Of vulnerability and empowerment

Students Ashlee Herring ’19 and Crystal Wirtz ’19 kicked off a powerful audience discussion with the panelists by posing questions about having to educate classmates about being a person of color, and how to reconcile race and gender with social justice movements like Black Lives Matter and the Women's March.

"It was empowering to see this panel of authors. As women of color, it was important for us to witness their diverse and complex stories through the lenses that they experience life," says Herring, a double major in English and critical studies of race and ethnicity with a minor in women's studies.

For event co-organizer Anh-Hoa Nguyen, the students’ active involvement in the discussion was a highpoint of the evening.

"Seeing these young women in action — being brave and using their voices and critical thinking skills in analyzing their intersectionality — made me proud to be a TRW (The Reflective Woman) educator," said Nguyen, who serves as department coordinator for the humanities at St. Kate’s.

Attendees shared personal stories of experiencing racism and resistance. Of intersectionality: When are you a person of color first? A woman? A trans person? While tackling the definition of racism, Yang captured it most succinctly: “Racism occurs when prejudices take on power. Where's the power, and who has the power at another's expense?”

Coleman suggested Rereading America as a good resource for understanding racism in our country.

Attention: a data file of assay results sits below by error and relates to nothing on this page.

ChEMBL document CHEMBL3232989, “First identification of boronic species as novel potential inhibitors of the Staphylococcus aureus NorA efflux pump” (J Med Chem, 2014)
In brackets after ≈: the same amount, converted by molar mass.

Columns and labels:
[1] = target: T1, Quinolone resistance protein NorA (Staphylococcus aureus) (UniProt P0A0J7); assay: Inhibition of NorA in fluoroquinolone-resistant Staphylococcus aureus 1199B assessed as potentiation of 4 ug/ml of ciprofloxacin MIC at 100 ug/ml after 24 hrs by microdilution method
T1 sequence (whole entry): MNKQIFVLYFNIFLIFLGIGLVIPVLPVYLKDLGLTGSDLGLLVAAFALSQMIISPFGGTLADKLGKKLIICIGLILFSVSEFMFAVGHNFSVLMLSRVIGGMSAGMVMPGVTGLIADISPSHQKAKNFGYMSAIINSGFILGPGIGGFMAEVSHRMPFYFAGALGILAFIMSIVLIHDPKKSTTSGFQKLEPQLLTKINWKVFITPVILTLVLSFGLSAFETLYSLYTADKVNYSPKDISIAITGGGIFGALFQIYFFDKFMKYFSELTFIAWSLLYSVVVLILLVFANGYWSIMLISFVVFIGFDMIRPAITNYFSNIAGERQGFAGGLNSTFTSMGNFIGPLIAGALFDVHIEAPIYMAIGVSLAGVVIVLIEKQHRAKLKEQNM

Panelists also discussed how storytelling — and the inherent vulnerability of putting yourself out there — provides a powerful means to connect with others, cultivate deeper understanding, and even help others overcome their prejudices.

“Racism isn’t a fatal condition. You can recover,” quipped Erdrich.

Writing and storytelling has its healing benefits as well. Yang shared memories from her family’s time in the Ban Vinai refugee camp in Thailand, of sitting on her father’s shoulders as he told her, "One day you will walk in the horizons your father has never seen." She carries her families’ oral histories, stories of war and trauma, stories of hope and expectation.

“I grew tired of carrying these stories inside. Writing gave me the time and space to reckon,” she said.

About the event series

The event is part of the larger, year-long One Read for Racial Justice series organized by St. Kate’s Libraries, in collaboration with the English Department, Abigail Quigley McCarthy Center for Women and the Mission Chairs.

“The idea was conceived last July after the killing of Philando Castile by police officer Jeronimo Yanez and what we saw as a need to respond to this tragedy and a community in mourning,” says Mars. “I asked colleagues ‘What can the library do in times like these to support our community, raise awareness, and foster dialogue?’ and the One Read for Racial Justice was born.”

St. Kate’s librarians have curated more than a dozen upcoming events to fill out the series, including the A Good Time for the Truth lunchtime discussions, SHE Pab Hmong Through My Lens Film Festival, and Social Science Teach-ins. Visit St. Kate’s Libraries for event details.

Photos and story by Sharon Rolenc